Planning for Disability or Incapacity

In addition to the health-care decision making issues discussed in the prior chapter, you should consider preparing a general Durable Power of Attorney for financial matters, so that someone can manage your property if you are incapacitated. For married couples, consider using the California Statutory Form Durable Power of Attorney, which is immediately effective. For unmarried persons, I recommend the use of a custom-drafted Springing Durable Power of Attorney, which becomes effective only after you are incapacitated.

In addition to the powers normally specified in a durable power of attorney, you might consider writing in authority for your “agent” to transfer your assets into a living trust (to avoid probate at your death), and to make small gifts (up to $12,000 per recipient per year) on your behalf to your relatives or others. The power of attorney may also include authority for your agent to make arrangements for your personal care, to store or sell your property, and even to arrange for the care of your pets.

In addition to the legal forms described above, you should carefully review your financial situation and consider purchasing insurance to protect your family in the event that you are disabled.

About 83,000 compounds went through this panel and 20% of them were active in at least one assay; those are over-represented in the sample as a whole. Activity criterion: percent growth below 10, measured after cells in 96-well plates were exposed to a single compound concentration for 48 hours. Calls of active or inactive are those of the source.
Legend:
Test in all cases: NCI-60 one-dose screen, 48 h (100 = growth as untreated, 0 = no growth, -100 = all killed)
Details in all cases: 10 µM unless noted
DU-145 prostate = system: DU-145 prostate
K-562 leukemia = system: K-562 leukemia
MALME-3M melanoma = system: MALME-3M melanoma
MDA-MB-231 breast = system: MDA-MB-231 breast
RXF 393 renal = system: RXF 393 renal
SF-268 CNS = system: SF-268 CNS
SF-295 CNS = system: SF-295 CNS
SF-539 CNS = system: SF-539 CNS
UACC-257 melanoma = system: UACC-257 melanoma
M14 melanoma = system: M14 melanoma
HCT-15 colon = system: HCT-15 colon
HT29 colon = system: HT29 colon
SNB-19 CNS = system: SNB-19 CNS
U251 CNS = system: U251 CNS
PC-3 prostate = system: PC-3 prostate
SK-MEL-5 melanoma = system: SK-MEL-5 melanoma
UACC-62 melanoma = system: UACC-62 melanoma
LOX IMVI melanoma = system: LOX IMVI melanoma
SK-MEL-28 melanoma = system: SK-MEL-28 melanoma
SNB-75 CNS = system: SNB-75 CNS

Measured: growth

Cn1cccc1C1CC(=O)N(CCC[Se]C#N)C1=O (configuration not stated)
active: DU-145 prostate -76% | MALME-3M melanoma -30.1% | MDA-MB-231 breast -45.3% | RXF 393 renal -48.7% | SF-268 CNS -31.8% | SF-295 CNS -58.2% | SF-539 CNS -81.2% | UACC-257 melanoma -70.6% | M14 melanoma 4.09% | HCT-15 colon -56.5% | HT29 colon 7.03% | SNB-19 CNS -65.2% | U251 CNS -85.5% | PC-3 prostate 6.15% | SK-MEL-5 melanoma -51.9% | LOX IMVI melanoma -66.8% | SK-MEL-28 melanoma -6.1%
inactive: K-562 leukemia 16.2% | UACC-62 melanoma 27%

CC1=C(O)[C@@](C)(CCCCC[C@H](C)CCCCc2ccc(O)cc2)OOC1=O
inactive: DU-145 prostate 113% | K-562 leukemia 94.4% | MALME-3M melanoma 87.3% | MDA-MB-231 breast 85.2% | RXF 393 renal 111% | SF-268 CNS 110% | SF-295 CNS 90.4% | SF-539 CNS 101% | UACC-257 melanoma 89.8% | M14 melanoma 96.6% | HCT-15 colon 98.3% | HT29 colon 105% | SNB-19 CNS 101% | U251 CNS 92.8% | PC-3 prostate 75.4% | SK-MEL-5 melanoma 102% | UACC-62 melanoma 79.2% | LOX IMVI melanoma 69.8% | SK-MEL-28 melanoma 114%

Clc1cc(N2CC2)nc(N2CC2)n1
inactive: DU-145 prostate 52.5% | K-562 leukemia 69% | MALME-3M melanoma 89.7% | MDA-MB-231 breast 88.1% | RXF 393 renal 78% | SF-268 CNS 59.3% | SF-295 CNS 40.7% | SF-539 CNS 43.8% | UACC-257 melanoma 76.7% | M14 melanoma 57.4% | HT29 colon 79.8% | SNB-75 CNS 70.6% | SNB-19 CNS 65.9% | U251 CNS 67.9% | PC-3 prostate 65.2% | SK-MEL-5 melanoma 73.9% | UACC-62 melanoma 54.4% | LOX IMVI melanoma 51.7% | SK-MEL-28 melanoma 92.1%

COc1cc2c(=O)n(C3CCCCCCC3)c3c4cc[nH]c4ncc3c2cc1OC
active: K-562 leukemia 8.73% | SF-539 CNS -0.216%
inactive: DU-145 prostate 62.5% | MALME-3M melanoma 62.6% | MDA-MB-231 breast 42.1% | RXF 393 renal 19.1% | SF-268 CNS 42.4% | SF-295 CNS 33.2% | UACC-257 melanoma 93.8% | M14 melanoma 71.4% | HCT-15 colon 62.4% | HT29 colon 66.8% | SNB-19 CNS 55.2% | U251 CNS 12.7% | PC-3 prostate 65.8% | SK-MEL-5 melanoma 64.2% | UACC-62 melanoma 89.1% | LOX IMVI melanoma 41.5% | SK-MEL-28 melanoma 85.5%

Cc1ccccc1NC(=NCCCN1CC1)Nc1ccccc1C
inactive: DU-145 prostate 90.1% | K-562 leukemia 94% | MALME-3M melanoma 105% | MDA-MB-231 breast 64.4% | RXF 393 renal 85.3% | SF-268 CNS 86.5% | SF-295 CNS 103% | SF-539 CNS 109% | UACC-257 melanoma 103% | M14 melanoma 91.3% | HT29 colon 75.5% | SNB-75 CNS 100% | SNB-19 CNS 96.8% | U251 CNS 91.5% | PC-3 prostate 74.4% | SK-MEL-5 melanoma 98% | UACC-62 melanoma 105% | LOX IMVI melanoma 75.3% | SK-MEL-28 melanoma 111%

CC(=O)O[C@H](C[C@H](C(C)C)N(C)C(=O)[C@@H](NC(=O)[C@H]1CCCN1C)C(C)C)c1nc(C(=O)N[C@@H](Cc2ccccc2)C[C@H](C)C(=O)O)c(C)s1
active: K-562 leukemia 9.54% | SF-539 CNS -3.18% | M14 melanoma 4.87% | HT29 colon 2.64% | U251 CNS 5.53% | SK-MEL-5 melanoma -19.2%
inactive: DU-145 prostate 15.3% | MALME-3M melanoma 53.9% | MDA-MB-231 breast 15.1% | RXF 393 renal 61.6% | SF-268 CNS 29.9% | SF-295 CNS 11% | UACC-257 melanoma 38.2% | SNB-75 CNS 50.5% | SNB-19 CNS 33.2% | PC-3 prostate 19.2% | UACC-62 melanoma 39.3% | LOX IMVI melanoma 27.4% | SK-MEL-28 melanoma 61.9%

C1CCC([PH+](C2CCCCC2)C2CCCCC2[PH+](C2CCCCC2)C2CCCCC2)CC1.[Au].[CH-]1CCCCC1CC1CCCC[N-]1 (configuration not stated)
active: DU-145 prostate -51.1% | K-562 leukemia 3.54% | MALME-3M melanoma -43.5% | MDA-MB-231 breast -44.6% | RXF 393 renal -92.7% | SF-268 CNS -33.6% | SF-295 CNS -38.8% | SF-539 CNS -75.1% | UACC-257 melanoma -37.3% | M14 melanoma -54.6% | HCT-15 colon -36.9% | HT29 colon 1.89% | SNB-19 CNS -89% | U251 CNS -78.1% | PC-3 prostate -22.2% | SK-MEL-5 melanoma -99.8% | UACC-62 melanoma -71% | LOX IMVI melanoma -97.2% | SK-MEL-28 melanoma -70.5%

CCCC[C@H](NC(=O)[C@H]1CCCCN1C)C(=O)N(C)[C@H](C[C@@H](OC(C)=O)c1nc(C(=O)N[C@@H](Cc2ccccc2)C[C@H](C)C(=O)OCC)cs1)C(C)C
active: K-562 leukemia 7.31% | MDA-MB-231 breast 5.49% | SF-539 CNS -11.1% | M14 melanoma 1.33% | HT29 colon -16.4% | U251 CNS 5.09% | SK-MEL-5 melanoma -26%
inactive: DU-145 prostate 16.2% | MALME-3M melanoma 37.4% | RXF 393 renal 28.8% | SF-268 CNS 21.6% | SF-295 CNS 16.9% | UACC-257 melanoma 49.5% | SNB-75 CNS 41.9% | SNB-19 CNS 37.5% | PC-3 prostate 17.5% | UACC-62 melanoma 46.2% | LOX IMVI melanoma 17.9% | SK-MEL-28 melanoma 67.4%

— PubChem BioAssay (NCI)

California’s state disability insurance (SDI) provides minimal benefits for only one year. In addition, you should make plans so that your health insurance won’t lapse when you most need it.

Nursing Home Costs and Long-Term Care Insurance: Finally, you should consider long-term care insurance, to cover the expenses of nursing-home coverage.

The California Department of Aging produces an excellent booklet on this subject, called “Taking Care of Tomorrow: A Consumer’s Guide to Long-Term Care. ” You can obtain a copy of the booklet from any insurance agent who sells long-term care insurance, or by calling the California Department of Insurance at 800-927-4357.

In 1994, California enacted a new form of long-term care insurance, called “Partnership” policies, which can shield assets from Medi-Cal liens. This insurance is described in the booklet mentioned above.